The Unbearable Subtleness of Agribusiness
Sometimes it takes a bit of waiting in line for a sandwich to realize how deep-rooted agribusiness is in Puerto Rico and our many connections to the global food system. It takes a small moment of thoughtless wondering to tie loose ends and realize how the agribusiness biotech research that is conducted in Puerto Rico has profound effects on the livelihoods of local communities, in Argentina and Colombia, and around the globe.
As I waited for my pastrami sandwich, my sight was lost in the emptiness of the bakery and looking around, my eyes focused on a navy blue shirt. The shirt was dirty as if it had been dragged through the mud and appeared to be made of ClimaCool, the material used for expensive Adidas apparel. The person inhabiting the shirt was big and his boots were even bigger. His head was square and looked as tough as an anvil. He turned around to ask his daughter– “Do you want anything else”. As he turned his exhausted body, his dirt covered face became visible and the front side of his dirty shirt glimmered underneath the store light. The dirty shirt had a colorful Monsanto logo, with the word “imagine” under it.
Imagine I did… I imagined the world without Monsanto, but as I dared to “imagine” that world, a noise in my brain, similar to a screeching vinyl record brought my thoughts to a halt. The screeching sound was replaced by a memory of a previous day in the “Colmado”. While in line to pay for artichokes and peppers for my homemade pizza, a comment was made by a local patron. The man pointed at another man leaving the establishment– “He’s the one that spreads the pesticides in La Parguera.”. The “guy” that spread the pesticide in the valley of Lajas, works for Rice Tec. He flies the pesticide plane over the rice fields off Rd. 116 that lead into La Parguera
The U.S. signed a free-trade agreement (FTA) with Colombia in 2012 and within the FTA there are small provisions (Sección 9.70) that mandates Colombia to adopt laws that require farmers to buy certified seed and outlaws farmers from saving their own seeds. Farmers are prohibited to practice a generations old tradition of saving their best seeds for the following season. Most certified seed companies in Colombia are U.S. multinational firms like Rice Tec. These same U.S. firms have conducted and continue to conduct their research in Puerto Rico, where paradoxically, the local farming sector is insignificant. Many of these seeds developed in Puerto Rico are then exported to countries like Colombia, to be sold to farmers.These new FTA requirements and subsequent prohibitions have to lead to protest and increased violence in Colombia. The people rose against the government and they achieved a partial victory.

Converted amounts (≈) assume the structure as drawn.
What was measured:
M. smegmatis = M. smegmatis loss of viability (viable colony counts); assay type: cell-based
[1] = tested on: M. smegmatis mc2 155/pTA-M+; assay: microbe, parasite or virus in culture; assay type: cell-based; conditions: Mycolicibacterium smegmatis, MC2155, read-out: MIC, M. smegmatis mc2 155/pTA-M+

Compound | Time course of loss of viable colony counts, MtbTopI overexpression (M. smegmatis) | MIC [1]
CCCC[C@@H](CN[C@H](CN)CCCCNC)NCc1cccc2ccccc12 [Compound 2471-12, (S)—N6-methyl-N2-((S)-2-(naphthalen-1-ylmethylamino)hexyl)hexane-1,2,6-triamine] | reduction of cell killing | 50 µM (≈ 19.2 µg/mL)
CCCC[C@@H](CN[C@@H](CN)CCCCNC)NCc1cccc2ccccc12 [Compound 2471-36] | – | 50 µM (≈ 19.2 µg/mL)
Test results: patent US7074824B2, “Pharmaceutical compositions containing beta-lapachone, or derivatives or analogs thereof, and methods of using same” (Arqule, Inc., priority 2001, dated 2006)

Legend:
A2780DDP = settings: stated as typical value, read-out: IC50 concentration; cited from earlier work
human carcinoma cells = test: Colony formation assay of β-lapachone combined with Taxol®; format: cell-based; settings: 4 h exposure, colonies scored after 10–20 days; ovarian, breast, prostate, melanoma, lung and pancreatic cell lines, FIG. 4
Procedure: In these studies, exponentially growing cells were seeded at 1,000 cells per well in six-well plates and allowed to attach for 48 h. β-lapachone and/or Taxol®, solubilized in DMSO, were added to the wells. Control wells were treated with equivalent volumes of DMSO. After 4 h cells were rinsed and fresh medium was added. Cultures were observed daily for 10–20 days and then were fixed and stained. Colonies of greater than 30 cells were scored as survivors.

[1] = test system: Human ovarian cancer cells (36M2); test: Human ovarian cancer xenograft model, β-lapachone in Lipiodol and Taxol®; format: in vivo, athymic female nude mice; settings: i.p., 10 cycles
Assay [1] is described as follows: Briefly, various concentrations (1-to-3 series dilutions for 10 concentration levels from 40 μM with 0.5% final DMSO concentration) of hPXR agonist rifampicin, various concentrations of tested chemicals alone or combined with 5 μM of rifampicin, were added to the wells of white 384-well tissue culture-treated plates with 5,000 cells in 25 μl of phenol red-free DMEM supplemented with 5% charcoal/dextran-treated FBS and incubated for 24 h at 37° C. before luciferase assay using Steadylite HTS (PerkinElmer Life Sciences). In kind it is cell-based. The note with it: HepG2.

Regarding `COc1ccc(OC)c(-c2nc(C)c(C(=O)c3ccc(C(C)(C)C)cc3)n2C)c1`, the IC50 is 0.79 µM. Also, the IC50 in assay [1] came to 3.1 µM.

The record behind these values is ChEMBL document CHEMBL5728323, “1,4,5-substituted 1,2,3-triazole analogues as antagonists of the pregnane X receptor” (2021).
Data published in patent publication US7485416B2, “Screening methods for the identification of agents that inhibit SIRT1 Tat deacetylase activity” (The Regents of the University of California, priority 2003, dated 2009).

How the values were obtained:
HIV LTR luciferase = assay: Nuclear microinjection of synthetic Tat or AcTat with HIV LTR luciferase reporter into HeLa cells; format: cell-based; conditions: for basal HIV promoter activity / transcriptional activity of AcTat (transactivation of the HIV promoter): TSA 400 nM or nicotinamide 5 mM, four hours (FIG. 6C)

In Argentina there is a different story, but with similar elements. A lot of the R & D of soy is conducted in the abandoned farmlands of Puerto Rico. Puerto Rico’s tropical climate is optimal for modified soy to be tested for their heat resistance, in isolated conditions. The seeds are perfected in Puerto Rico, are mass produced in the U.S. and then exported to Argentina. Monsanto and its troublesome product have made its way to Cordoba, Argentina. The city of Cordoba is the second largest in Argentina and is surrounded by some of the best farmlands in the country. These farmlands were once owned by local families and were mainly dedicated to dairy, ranching and vegetable crops. However, Monsanto and other multinationals have bought great land extensions, displacing local farmers and started planting BT soy on these lands. Unfortunately, in Cordoba, pesticide control is lax and the authorities have not enforced current environmental laws. Large groups of people are getting sick, cancer rates have increased, and the numbers of congenital conditions have skyrocketed. Monsanto maintains the claim that the glyphosate (pesticide that BT soy is resistant to) does not reach the water supplies and that there should be no problem with the water. Research from the Universidad Nacional de Cordoba has refuted Monsanto’s claim, demonstrating how glyphosate and other pesticide are making it into the watershed and food system. In addition to the university’s research, the people are fighting back and they are achieving small victories along the way. The neighbors of the Barrio Ituzaingo sued the Argentine government and Monsanto, winning their legal battle.
So there I was, thinking of all of these things while waiting for my sandwich. Puerto Rico is integrated to the global GM seed commodity chain and the R & D that goes with it. The actions of Monsanto and others in Puerto Rico have profound effects in other regions of the world. I thought of the unbearable subtleness of agribusiness and how they have their hands and money in every corner of the world. How they have made food a business that they want to monopolize. I was thinking how agribusiness has converted the food system into a simple M-C-M’ relation, in which they start with money to produce commodities and end with more money.
Finally, I thought of the similarities between Puerto Rico, Colombia, and Argentina. I came to this conclusion: Multinational seed and agribusiness firms are exploiting workers and low-income communities to rake in huge profits. They contaminate the local watershed, they slash and burn through biodiversity in the name of profits (or higher yields?), and when they have raped the land they leave without saying “Thank You”. ISER’s purpose is not to fight against big agribusiness, but to show people that there are other options for growing and producing foods. As consumers, we can choose not to buy their products. The time has come to pause, reflect, educate and take action and here at ISER, we are taking the first steps in this battle.